Table Of Contents
- About the author
- About the book
- This eBook can be cited
- Preface of the Fourth Edition
- Preface of the Third Edition
- Chapter 1 History of the Development of Liberal Arts Education
- Liberal Arts Education in the West
- Liberal Arts Education in China: The Embodiment of Liberal Arts Education in Ancient Chinese Confucian Classics
- The Real Academy: Inspired by a Visit to Hong Kong and Macao Residential College
- Appendix: The Analogy Made by Mr. Lv Shuxiang (Ye Shengtao)
- Chapter 2 Know Widely: Science, Literature and History
- The Integration of Science, Literature and History
- Appendix 1: New General Education Outline of Harvard University
- Appendix 2: The Core Curriculum of Stanford University
- Appendix 3: Gary Locke’s Speech on June 28, 2013 (Media Report)
- Appendix 4: Yau Shing-Tung’s Speech on July 25, 2014 (Media Report)
- Appendix 5: Yau Shing-Tung Sent a Message to Young Students: Think from a Historical Perspective
- Appendix 6: Where Does the Original Power of the Great Scholars Come From?
- Chapter 3 Elegance: Human Beings First, Professionals Second
- Imparting Knowledge and Educating People, Transmitting Wisdom and Resolving Doubts
- Appendix: An Open Letter to All the Students of Gezhi High School of Shanghai China
- Appendix: Environment-Friendly Architecture and the Right Attitude
- Chapter 4 The Fundamental Goal of Universities
- The Fundamental Goal of Universities Lies in Educating People
- Appendix: The Yale Report of 1828 (Selected)
- Chapter 5 I Love Plato, but I Love Truth More
- Questioning the Key to Nurturing Outstanding Talents
- First Visit to Oxford University Residential College
- Copenhagen Spirit: Commemoration of the 100 Anniversaries of the Publication of the Niels Bohr’s Trilogy, the Structure of Atomic and Molecular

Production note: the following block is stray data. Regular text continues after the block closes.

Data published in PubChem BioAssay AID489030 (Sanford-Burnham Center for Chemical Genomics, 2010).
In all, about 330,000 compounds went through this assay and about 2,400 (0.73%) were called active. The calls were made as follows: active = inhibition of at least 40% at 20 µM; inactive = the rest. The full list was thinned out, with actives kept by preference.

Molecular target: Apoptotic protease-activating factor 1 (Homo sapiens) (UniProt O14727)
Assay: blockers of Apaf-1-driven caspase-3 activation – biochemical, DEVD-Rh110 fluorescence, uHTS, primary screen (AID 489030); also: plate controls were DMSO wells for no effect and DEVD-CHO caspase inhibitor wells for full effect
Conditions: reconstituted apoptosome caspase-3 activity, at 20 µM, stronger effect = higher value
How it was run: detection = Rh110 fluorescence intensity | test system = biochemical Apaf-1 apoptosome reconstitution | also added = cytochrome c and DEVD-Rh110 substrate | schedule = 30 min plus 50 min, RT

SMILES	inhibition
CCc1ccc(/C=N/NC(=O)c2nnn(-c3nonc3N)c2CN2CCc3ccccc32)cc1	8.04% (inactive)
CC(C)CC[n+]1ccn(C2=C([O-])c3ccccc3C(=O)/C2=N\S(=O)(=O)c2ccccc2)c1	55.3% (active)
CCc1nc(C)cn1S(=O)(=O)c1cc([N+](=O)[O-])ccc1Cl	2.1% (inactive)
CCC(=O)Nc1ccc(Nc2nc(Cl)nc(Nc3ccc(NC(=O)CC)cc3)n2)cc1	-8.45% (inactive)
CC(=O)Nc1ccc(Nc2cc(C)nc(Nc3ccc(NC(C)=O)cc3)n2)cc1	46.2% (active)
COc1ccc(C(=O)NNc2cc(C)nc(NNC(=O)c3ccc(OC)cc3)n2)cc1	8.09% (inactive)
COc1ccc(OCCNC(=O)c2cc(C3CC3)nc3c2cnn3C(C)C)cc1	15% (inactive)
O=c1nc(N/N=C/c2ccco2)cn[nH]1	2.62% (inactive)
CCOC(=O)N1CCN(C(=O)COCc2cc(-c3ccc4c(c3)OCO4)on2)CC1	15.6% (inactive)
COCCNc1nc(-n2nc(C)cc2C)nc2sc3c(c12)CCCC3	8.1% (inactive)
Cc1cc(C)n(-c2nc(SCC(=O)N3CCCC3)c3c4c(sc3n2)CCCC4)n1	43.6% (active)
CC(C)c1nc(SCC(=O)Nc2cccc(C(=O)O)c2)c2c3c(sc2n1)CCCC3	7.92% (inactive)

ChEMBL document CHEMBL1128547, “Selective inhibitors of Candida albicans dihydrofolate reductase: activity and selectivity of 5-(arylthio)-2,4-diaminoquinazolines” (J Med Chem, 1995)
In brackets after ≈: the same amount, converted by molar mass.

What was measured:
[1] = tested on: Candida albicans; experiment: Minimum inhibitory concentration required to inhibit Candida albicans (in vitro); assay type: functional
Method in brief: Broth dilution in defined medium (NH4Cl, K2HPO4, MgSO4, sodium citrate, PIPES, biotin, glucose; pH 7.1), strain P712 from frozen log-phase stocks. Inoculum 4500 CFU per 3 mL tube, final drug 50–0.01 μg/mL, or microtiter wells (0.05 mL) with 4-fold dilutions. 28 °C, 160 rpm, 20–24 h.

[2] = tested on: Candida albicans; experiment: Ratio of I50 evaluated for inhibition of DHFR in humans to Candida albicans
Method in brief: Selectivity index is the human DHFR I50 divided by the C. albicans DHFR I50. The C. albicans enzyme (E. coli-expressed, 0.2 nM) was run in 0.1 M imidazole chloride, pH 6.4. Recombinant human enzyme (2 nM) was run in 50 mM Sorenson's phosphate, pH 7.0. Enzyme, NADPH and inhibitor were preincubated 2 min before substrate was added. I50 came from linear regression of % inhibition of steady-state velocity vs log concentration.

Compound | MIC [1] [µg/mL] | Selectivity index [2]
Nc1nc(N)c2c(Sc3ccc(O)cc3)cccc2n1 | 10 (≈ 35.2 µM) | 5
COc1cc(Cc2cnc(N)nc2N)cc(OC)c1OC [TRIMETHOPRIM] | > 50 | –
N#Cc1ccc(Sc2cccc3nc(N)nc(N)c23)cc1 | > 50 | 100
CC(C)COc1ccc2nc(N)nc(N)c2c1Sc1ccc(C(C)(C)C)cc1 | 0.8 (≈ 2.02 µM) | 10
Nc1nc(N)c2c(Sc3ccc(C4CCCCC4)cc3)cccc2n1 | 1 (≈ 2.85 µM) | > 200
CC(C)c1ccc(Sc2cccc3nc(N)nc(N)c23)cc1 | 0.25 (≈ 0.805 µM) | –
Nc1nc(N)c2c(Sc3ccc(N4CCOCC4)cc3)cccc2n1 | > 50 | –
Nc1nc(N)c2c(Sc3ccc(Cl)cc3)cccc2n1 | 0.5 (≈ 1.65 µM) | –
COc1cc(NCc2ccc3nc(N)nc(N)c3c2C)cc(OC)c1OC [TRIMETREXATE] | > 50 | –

- Rethinking “Kong Rong Gave Up the Biggest Pear but I Don’t”
- Chapter 6 Abundant Organized Extra-Curriculum Activities
- The Students’ Societies, Social Practices and Students’ Scientific Research Activities
- Teachers and Students in “Chun-Tsung Program” Paid a Visit to Mr. Tsung-Dao Lee in the United State
- Appendix 1: Masters and Development of Gifted Talents—Written When the Professor Was 80 Years Old
- Appendix 2: Dialogues between Science and Art
- Appendix 3: Creativity: The Common Basis of Science and Art
- Appendix 4: More about the Development of Third Classroom (MOOC)
- Chapter 7 Implementing Educational Principle and Liberal Arts Education
- Carry “Liberal Arts” Through the Developments of Talents
- Learning Wen Jiabao Talking about Education
- Appendix: A Letter from Premier Wen Jiabao on September 14, 2007
- From “Geological Notes,” We Can See the “Bo” and “Ya” of Education
- Chapter 8 Liberal Arts Colleges in the United States
- Overview of Liberal Arts Colleges in the United States
- Overview of American Liberal Arts College
- Appendix 1: A News Report on the National College Freshmen Survey
- Appendix 2: Liberal Arts College, Small and Beautiful
- Appendix 3: 2014 American Liberal Arts College Rankings
- Chapter 9 University of Nottingham Ningbo China: High-Quality Education and Cultivation of High-Quality International Talents—Preliminary Examination of Liberal Arts Education
- “Combination of Chinese and Western Education”
- The First Sino-foreign Cooperative University in China
- Ningbo Nottingham University (UNNC) has gone through 10 years. Can it be replicated?
- Does Chinese Education Defeat British Education
- A Dialogue with Yang Fujia, President of UNNC
- Excellent Students
- Appendix 1: News Report 1 UNNC SIFE Team Won the First Runner-up in the 2010 SIFE World Cup Global Finals
- Appendix 2: News Report 2 UNNC Students Won the First Prize in the International Architectural Design Competition
- Appendix 3: A Letter From a Master Graduate—Comments on My Study at UNNC
- Appendix 4: Letters from Two Undergraduates
- Appendix 5: A Letter from a Graduating Student
- Postscript: School Should Create Good Atmosphere to Cultivate First-class Students
- A Summary of the Symposium on Liberal Arts Education in China
- Appendix: Liberal Arts Education and Oriental Culture (Pan Guoju)
- Chapter 10 One May Distinguish Himself in Any Trade
- Education Develops in a Balanced Way, One May Distinguish Himself in Any Trade
- Differences between Chinese and Foreign Views on Vocational Education